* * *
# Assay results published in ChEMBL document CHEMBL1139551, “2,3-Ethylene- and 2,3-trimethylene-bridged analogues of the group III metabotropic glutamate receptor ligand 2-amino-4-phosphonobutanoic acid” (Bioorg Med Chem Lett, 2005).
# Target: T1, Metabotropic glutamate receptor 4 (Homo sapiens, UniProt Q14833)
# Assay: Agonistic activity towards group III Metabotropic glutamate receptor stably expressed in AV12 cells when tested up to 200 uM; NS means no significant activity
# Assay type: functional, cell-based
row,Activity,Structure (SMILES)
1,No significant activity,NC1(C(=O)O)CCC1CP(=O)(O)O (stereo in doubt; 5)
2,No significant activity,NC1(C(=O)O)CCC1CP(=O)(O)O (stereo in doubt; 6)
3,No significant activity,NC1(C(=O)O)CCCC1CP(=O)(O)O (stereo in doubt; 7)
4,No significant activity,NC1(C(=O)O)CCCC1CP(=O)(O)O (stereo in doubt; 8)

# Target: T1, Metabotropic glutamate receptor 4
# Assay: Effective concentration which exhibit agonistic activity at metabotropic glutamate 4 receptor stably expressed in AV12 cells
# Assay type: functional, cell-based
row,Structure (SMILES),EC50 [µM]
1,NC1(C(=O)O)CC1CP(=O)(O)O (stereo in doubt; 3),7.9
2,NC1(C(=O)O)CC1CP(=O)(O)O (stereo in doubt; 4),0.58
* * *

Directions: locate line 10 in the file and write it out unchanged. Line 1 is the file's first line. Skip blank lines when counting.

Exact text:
# Target: T1, Metabotropic glutamate receptor 4